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Something the
Lord Made

HBO: Sunday, May 30, at 9 p.m.
Baltimore Premiere (invitation only): May 18, Senator Theater.
East Baltimore: Details to be announced.


Hopkins Meets HBO
The result is a complete clash of cultures ... and a captivating film

On location in East Baltimore, Jan. 11, 2004

Driving over to the East Baltimore campus on the afternoon of March 22, Harold Norris was ready for a fight. Norris was about to preview an HBO film based on the story of the famed blue-baby surgery developed here in the 1940s by Alfred Blalock and Vivien Thomas, his own father-in-law. He had seen an early script, which he had not liked. Worse, he had heard that the dignified Thomas would be played by someone known as Mos Def, a rap star no less.

Arriving at the Broadway Research Building, Norris selected a seat in the back of the seminar room so he could gauge the reaction among the handful of surgeons, development officers and others who had gathered for the preview. Fifteen minutes into the film, he was forced to concede to himself that it was actually pretty good. Soon Norris began to wonder: What am I going to have to yell about? When it was over, he was so moved he covered his face with a hand to regain his composure. How did he like it? “I was pleased,” he declared.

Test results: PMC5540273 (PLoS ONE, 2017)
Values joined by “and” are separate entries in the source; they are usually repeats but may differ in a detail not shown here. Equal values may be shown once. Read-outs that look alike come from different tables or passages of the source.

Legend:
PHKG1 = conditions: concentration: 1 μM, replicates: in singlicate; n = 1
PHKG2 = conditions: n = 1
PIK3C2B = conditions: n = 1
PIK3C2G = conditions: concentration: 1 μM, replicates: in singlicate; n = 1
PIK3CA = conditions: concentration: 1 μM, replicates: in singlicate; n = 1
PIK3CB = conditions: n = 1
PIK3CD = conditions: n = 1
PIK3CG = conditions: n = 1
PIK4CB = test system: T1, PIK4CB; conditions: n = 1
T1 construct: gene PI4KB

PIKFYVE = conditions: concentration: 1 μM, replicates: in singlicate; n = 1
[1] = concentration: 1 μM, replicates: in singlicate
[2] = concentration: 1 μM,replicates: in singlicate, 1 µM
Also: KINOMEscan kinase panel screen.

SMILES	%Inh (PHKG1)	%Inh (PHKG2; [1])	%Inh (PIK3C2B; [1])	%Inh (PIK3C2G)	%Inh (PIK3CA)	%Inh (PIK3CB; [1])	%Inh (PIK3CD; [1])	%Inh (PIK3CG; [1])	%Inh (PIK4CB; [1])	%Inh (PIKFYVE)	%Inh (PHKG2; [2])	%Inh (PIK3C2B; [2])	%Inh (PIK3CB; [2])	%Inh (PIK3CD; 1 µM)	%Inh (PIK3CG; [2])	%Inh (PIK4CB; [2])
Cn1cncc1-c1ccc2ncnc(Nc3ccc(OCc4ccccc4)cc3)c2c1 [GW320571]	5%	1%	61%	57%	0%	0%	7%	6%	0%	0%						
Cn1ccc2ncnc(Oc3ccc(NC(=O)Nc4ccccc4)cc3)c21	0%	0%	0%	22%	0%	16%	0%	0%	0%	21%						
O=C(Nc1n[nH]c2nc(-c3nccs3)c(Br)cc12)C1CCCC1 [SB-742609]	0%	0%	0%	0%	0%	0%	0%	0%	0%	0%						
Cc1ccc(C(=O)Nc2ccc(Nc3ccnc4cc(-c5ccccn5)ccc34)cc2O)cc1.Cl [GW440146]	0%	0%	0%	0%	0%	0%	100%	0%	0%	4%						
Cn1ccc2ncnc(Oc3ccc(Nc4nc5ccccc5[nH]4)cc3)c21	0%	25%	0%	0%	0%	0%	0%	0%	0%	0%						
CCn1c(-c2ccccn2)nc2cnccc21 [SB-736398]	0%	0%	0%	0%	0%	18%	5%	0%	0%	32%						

This riveting and poignant film, Something the Lord Made, will air on HBO on Sunday, May 30. It centers not only on the struggle to develop the groundbreaking heart surgery that would save the lives of countless children, but also on the climate of segregation that would keep a black lab technician like Thomas from attaining the recognition he deserved and a white surgeon like Blalock (Alan Rickman) from fully understanding what their relationship could have been like in a modern era.

Norris wasn’t the only one to come away from the preview with a sense of pleasure mixed with relief. The old guard surgeons—Alex Haller and Vince Gott—also had been uneasy with some inaccuracies in the early script. They had taken it upon themselves to make sure the institution’s legacy wasn’t cheapened in any way by a made-for-cable television movie. It hadn’t been easy. HBO, after all, was producing a “docudrama,” in which fact is juxtaposed with fiction. “It sometimes was a real clash of cultures between an institution with a heritage to protect and a network that wanted to make an entertaining film,” says Gary Stephenson, JHM’s associate director of media relations.

As technical advisers, the surgeons served an important purpose, however. They knew, for example, how the instruments should be held or how an incision should look. But advice on non-surgical matters was not particularly appreciated by the filmmakers, who included veteran director Joseph Sargent (The Taking of Pelham One Two Three) and producer Robert Cort (Runaway Bride, Mr. Holland’s Opus).

“Joe Sargent was not interested in having some little surgeon who doesn’t know a thing about the profession tell him how to shoot a scene,” says Haller. Haller thought there was little he could do, but initially he was disturbed by what he saw as an underlying coarseness in the film. “I decided I would try my best to get across the real interrelations and emotional ties these two men had. Having lived through it, I felt I could.”